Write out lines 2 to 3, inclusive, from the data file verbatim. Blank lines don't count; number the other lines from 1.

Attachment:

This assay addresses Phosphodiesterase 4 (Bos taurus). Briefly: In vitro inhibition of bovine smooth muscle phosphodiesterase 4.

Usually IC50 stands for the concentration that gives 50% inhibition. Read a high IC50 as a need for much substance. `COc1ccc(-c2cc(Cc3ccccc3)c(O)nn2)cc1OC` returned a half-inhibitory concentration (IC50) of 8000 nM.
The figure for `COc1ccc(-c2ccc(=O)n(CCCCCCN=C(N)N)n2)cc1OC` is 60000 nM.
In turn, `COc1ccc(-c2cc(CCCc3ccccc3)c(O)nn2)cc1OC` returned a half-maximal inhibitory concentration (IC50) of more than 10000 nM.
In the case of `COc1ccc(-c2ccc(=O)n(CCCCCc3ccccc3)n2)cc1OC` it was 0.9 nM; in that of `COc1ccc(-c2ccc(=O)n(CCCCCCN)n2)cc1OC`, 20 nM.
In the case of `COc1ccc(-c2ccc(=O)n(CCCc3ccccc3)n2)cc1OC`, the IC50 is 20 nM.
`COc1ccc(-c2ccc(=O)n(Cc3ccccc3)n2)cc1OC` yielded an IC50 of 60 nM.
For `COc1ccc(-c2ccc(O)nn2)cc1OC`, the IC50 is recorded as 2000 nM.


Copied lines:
Usually IC50 stands for the concentration that gives 50% inhibition. Read a high IC50 as a need for much substance. `COc1ccc(-c2cc(Cc3ccccc3)c(O)nn2)cc1OC` returned a half-inhibitory concentration (IC50) of 8000 nM.
The figure for `COc1ccc(-c2ccc(=O)n(CCCCCCN=C(N)N)n2)cc1OC` is 60000 nM.